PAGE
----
I have to recommend another good book too: The ethics of what we eat by Peter Singer and Jim Mason. I know Singer is considered pretty militant and controversial with his views on animal rights, but it’s a book even the most carnivorous of us can get something out of, as they profile three families with three very different diets, values, and budgets and try to help them make better choices for both themselves and in a broader sense.

    Anyway will stop rambling now 🙂

    1. Definitely not creepy :). I wish more people would stalk my blog!
      I do think that once most people really understand what happens at a factory farm, they at least think twice about eating that meat. Whether people care about the animals or not, and I am fully aware that many do not care, this is something we should all be concerned about for selfish reasons too.
      Thanks for the book recommendation, I will check it out!

  4. I LOVE LOVE LOVE your blog! I feel like you do and although I didn’t lose 120 lbs (congrats btw) I noticed a huge change in the way I feel about myself which was the important part. I am also a “mostly” vegetarian unless I cook the meat myself and know where it comes from but my husband eats meat regularly. Your posts are informative and motivational – unfortunately with this you’re usually preaching to the choir but what can I say… I can’t get enough. 🙂 I have a blog, too if you’d like to check it out: http://sneakytofu.blogspot.com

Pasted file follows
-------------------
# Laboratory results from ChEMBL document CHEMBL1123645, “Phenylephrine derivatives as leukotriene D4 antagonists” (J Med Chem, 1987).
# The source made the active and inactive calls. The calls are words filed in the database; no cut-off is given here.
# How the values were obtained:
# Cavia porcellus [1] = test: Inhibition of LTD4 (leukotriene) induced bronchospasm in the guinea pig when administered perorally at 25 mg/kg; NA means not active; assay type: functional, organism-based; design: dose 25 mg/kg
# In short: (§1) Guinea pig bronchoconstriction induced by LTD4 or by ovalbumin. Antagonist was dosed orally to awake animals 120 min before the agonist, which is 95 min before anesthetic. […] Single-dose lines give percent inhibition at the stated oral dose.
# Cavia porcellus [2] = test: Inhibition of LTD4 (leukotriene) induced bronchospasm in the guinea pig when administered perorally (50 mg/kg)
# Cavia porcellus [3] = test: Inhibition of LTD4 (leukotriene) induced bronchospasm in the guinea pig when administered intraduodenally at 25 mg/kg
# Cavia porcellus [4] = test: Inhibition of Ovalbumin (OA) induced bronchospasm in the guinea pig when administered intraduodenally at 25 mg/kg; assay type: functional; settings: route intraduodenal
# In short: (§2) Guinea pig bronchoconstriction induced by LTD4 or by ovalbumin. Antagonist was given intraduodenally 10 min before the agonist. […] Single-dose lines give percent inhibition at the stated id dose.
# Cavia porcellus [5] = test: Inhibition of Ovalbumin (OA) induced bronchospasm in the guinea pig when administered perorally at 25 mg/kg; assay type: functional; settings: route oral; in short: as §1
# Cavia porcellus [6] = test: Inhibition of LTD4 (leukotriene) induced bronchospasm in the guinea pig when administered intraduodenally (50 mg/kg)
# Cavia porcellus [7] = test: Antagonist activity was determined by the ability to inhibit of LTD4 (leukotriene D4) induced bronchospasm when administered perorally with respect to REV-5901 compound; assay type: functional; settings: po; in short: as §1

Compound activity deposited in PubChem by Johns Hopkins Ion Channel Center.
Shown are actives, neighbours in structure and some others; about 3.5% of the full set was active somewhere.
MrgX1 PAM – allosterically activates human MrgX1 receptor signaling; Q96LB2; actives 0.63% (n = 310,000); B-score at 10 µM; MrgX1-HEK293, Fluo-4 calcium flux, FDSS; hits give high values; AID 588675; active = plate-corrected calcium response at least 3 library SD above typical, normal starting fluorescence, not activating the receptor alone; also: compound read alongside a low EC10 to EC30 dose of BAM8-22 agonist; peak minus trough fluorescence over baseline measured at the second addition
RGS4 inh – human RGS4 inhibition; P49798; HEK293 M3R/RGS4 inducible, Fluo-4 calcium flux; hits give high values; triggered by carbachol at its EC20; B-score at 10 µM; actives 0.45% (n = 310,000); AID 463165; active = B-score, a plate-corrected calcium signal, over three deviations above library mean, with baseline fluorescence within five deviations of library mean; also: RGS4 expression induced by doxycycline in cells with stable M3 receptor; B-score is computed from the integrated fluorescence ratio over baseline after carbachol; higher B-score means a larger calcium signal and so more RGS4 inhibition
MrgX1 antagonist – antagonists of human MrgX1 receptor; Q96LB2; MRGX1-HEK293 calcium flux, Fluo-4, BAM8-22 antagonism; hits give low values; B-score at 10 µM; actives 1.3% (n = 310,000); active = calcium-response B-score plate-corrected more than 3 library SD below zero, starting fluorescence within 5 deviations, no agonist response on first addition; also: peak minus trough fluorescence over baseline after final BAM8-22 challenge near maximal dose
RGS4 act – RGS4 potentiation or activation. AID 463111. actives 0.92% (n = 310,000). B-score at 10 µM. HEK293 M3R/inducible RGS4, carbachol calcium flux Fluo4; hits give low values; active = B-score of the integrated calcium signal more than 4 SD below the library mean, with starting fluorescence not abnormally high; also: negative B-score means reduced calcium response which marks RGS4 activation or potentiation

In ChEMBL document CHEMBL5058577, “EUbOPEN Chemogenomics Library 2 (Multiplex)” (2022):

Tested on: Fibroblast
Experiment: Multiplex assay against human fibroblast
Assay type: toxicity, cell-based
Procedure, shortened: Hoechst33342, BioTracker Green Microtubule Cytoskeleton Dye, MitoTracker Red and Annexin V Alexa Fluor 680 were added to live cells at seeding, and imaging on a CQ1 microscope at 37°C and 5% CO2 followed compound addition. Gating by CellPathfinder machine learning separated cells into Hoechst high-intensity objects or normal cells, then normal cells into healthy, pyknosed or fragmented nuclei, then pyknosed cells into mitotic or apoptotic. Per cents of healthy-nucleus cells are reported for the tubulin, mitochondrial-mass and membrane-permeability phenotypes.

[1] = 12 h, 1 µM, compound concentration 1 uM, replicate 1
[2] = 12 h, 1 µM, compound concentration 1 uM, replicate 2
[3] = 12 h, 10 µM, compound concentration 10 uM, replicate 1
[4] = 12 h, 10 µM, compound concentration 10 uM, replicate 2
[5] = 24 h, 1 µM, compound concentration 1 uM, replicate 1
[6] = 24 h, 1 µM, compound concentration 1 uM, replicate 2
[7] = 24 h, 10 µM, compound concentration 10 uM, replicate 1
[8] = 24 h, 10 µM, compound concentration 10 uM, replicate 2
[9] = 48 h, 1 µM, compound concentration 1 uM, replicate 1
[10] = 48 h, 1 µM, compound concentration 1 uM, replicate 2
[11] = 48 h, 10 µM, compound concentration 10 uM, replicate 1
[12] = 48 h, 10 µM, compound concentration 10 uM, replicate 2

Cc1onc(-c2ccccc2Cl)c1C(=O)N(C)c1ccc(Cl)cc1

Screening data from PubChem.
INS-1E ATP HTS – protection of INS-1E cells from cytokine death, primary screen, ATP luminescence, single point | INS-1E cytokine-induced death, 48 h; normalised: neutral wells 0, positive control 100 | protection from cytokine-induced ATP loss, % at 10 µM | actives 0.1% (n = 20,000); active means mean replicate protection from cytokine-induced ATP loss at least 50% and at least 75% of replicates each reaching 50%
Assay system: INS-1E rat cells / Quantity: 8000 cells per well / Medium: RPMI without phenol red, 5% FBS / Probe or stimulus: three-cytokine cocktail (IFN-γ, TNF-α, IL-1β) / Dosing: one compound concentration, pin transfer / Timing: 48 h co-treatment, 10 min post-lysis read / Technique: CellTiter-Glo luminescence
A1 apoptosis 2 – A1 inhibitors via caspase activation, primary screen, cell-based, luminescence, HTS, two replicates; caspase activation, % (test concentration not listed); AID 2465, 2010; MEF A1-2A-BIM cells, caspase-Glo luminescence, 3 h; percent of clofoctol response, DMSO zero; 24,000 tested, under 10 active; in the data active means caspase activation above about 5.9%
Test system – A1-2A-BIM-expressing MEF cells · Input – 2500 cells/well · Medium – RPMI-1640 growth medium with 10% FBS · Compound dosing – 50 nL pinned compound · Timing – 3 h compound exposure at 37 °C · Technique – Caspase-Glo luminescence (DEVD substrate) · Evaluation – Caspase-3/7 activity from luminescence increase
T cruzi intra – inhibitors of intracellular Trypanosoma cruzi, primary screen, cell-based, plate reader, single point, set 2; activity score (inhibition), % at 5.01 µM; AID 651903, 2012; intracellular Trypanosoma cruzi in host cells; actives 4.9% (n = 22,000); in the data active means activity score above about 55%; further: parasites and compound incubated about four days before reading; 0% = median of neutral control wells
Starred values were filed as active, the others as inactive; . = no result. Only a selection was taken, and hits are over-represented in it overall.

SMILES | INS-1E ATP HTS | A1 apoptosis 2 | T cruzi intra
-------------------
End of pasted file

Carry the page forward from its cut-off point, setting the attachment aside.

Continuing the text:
5. I know exactly where you’re coming from about peoples opinions and reactions about being a vegetarian. I have been a vegetarian since 2007. My co workers call me “one of those” when talking about food (I work in the food industry). I also get the “I could never not eat meat” “how do you do that” or ” WHY would you do that” talks a lot. I just tell them it’s not for everyone. I love being a vegetarian and even though my boyfriend and family don’t understand and/or think its funny to tease me while dangling bacon in front of me, I will never go back. I did eat a tiny bit of turnkey on thanksgiving and instantly regretted it. I felt like crap after, and it wasn’t very good. I am also in love with cheese which is one of the reasons I gained 40 pounds in a year when I moved to Wisconsin, the cheese and beer state.